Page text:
Paycheck: items and accounting

We'll show you what the most important items are when calculating and paying salaries.
Whether you are a business owner, an accountant or an employee, it's important to know the factors that go into calculating a paycheck. This is a legally valid document that details the withholdings and the take-home pay that the worker receives based on the items detailed in the General Accounting Plan. If you want to know more about how a salary is calculated and posted, read on.
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The General Accounting Plan

Posting employee salaries is an expense that is reflected in the Accounts Table of each company's General Accounting Plan. The General Accounting Plan is a mandatory document that provides a standard description of the accounting status of a company and which details its annual accounts. The annual accounts, in turn, are shown in the account tables, which contain in 7 different groups the items corresponding to expenses and income, assets, liabilities and net equity.

Items for calculating a paycheck

Both the payment of salaries and the contributions that the company must pay as part of payroll payments are in "Group 6: purchases and expenses," of the General Accounting Plan. The expense accounts used to calculate these items and to be able to post the salaries are as follows:

  • "Account 640. Salaries": it shows the gross salary that the worker receives. This account, therefore, includes any fixed and occasional remunerations that the company pays to workers, in addition to accrued remunerations.
  • "Account 642. Social Security paid by the company." This account includes the payments that the company makes to Social Security for the work that its employees perform for the company. This account is not shown in the pay stub that is provided to the employee.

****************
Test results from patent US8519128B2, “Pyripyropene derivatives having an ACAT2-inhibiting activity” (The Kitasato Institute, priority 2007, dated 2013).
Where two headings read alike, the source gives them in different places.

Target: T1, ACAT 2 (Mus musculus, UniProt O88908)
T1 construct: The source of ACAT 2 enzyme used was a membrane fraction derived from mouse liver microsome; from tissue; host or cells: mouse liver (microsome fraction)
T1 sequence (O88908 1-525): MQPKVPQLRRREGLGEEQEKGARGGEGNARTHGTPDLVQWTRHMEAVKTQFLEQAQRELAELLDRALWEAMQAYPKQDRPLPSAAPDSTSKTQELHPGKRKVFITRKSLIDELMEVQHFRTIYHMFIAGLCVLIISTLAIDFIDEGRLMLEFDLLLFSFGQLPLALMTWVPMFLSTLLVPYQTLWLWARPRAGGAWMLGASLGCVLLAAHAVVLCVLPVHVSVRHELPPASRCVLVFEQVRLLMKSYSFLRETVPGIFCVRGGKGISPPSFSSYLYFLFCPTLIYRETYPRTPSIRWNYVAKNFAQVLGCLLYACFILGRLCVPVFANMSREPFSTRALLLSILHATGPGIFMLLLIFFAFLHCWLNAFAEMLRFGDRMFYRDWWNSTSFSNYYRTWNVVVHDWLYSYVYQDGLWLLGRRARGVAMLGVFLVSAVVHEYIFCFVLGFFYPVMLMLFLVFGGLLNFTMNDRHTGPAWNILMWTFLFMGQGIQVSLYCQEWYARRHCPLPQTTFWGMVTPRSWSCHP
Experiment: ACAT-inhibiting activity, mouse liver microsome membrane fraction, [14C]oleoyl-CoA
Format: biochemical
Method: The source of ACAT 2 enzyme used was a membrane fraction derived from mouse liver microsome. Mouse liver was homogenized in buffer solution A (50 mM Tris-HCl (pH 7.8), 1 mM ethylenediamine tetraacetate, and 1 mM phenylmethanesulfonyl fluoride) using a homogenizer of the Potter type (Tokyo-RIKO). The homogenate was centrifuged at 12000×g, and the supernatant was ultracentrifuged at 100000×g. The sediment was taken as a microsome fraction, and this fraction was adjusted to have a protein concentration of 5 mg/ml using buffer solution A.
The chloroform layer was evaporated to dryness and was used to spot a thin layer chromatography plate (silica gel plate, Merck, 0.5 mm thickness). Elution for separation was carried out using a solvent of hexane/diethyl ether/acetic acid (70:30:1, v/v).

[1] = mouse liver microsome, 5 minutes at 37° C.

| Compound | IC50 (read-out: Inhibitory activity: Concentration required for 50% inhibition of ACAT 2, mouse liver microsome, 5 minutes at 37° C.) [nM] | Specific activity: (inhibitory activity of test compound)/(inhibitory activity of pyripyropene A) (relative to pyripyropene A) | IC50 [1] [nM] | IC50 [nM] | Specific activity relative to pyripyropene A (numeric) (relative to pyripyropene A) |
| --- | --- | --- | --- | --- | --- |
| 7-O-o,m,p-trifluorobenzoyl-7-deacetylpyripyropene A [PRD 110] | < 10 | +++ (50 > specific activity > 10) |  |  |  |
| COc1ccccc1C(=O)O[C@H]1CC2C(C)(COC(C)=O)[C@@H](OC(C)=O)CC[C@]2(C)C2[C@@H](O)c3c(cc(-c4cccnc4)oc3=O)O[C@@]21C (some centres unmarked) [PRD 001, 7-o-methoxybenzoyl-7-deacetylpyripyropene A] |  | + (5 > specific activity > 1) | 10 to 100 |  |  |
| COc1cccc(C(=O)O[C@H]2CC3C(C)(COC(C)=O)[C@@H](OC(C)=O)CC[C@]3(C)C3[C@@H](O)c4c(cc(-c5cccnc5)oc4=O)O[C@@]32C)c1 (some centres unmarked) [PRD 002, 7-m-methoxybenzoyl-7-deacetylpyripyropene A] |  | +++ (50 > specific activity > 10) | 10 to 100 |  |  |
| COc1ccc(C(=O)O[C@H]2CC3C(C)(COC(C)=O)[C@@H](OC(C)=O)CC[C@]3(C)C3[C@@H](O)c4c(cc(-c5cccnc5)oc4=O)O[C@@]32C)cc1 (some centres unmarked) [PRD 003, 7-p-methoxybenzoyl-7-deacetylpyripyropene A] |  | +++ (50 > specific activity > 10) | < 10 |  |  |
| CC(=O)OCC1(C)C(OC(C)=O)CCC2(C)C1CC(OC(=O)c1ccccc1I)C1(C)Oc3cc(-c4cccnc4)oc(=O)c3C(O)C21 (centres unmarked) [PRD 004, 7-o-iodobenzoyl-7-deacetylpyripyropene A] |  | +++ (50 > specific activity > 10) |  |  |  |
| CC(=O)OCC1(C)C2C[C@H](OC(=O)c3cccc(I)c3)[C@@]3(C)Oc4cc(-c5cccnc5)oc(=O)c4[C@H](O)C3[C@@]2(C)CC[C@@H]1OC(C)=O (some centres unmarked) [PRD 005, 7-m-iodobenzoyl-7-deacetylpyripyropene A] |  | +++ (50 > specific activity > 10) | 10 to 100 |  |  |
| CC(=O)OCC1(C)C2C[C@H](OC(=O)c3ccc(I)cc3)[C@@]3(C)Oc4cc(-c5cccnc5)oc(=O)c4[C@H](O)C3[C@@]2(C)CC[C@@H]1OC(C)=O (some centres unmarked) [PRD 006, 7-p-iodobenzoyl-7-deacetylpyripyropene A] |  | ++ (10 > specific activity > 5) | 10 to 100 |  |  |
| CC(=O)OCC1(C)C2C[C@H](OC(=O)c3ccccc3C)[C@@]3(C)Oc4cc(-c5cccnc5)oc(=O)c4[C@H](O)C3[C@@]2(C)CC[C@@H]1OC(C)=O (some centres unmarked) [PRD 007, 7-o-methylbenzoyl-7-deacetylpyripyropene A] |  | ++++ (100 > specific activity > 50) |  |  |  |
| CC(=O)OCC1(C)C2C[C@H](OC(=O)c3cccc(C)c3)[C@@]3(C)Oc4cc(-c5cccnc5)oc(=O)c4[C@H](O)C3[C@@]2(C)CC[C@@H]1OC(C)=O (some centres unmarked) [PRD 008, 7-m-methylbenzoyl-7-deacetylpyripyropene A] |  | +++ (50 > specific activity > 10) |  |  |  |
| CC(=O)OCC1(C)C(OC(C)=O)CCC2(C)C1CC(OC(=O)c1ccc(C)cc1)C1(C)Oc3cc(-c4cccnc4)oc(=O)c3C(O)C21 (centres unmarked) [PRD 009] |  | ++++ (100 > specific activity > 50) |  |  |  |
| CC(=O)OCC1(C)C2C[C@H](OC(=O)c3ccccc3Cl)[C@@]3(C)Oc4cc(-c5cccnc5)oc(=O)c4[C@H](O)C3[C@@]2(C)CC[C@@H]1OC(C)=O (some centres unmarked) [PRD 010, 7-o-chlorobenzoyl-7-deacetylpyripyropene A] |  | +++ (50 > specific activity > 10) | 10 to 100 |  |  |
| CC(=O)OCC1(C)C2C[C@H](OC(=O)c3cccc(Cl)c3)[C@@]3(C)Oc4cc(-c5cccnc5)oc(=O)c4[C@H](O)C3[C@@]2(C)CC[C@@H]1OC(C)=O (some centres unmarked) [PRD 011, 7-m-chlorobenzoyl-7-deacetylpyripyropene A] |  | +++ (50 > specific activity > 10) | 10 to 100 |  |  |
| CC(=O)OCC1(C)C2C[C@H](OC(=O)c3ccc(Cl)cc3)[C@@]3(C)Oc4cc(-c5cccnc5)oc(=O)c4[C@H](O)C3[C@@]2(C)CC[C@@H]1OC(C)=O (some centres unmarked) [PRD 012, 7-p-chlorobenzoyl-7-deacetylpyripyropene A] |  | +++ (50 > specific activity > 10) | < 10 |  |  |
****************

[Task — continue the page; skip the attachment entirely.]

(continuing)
When doing the standard posting of a payroll entry, first, Account 640 is considered, that is, the gross salary that corresponds to the worker and the expense that entails for the company. However, the gross salary is not the total amount the employee receives in their paycheck, since certain amounts are deducted in account 640, such as Social Security contributions and income tax withholdings, which the company pays on behalf of the worker by withholding these items from the paycheck.

These amounts that the company pays on behalf of the worker are listed in "Group 4: Creditors and debtors for commercial transactions" of the GAP. The mandatory contributions that the worker has to pay to Social Security are shown in "Account 476. Social Security organizations, creditors," while Personal Income Tax withholdings are shown in "Account 4751. Revenue Service, withholdings payable."

The difference between Account 640 and the sum of Accounts 476 and 4751 is what the company must pay the worker. This amount is shown in "Account 465. Outstanding remunerations." When posting the payroll, it is important to realize that it is obligatory to make a 465 account for each worker, since the salary received by each worker is different and must be reflected accurately in the company's accounting plan. Accordingly, the accounts will be listed following the pattern 465.1, 465.2, 465.3, etc., until the total accounts equal the total number of workers in the company.

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Other items that can appear in a paycheck and how they are itemized

  • In the event of early retirement or dismissal, the compensation, if any, is included in "Account 641. Compensations." This account shows how much the company has to pay to the worker in the event of an unjustified dismissal.
  • If the company pays the worker in advance, the payment of this amount is reflected in "Account 460. Salary advances." As a result, when paying the salary at the end of the month, the company will deduct the advance from the employee's paycheck.
  • In "Account 755. Income from staff services," the expenses for the services that the company provides to its workers in the event that the workers used said services, such as food and transportation, are recorded and deducted. The amounts posted in this account are deducted from the employee's salary at the end of the month.

BBVA is not liable for the content, truthfulness, accuracy, adequacy, integrity or timeliness of the information included in the articles, which were prepared by third parties external to BBVA. The article is for information purposes only. It is not binding or compulsory and it does not constitute a commercial offer or contractual commitment on the part of BBVA.

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